Affair website uses DMCA notices to fight ‘cyber terrorism’
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The group behind last month’s hack on dating website Ashley Madison has allegedly released the personal and financial details of some of the site’s members.
According to a statement published by the group under the title “Time’s Up”, Avid Life Media (ALM), which owns Ashley Madison and several other websites, has failed to take down the site.
“We have explained the fraud, deceit, and stupidity of ALM and their members. Now everyone gets to see their data,” the statement said.
The details were reportedly published on the 'dark web'.
On July 19, a group of hackers revealed that it had successfully obtained the details of 37 million members of Ashley Madison, as well as those of two other ALM-owned websites, Established Men and Cougar Life. Some of those details were published online.
In a previous statement, the group had requested that ALM shut the websites down or face seeing information about its members being leaked.
Ashley Madison is a dating website that encourages people to have an affair while preserving their anonymity.
It operates under the tagline: “Life is short. Have an affair”, for which it also owns a registered US trademark.
Another concern outlined by the group was the alleged failure of ALM to delete the data of users who paid a fee to have their personal information removed once they left the website.
According to technology news website Wired.com, around 9.7 gigabytes of information was published yesterday, August 18, by the hackers.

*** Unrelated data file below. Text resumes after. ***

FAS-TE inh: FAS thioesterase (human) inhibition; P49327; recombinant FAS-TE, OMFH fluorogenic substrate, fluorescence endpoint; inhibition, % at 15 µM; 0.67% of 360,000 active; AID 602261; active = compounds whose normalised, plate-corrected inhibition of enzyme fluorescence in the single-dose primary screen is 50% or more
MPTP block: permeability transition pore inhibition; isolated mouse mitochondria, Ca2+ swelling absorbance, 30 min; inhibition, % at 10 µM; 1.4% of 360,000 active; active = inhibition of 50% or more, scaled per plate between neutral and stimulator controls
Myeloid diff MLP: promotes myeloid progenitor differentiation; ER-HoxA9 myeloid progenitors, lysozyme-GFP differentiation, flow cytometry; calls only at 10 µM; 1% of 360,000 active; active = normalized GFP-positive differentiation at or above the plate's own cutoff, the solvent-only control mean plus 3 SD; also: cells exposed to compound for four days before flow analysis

The information included the names, addresses and financial details of members of Ashley Madison.
It is the second time that personal details of the website’s users have been leaked.
In response to the first publication of personal details last month, ALM sent Digital Millennium Copyright Act notices to websites that posted the hacked information.
ALM said it owned the copyright to the information and that any re-posting was an infringing act.
Yesterday ALM vowed to seek remedies for the latest leak.
“We have now learned that the individual or individuals responsible for this attack claim to have released more of the stolen data,” the company said in a statement.
“We are actively monitoring and investigating this situation to determine the validity of any information posted online and will continue to devote significant resources to this effort.
“This event is not an act of hacktivism, it is an act of criminality. It is an illegal action against the individual members of AshleyMadison.com, as well as any freethinking people who choose to engage in fully lawful online activities,” the company added.
Ashley Madison; copyright; Avid Life Media; hackers; DMCA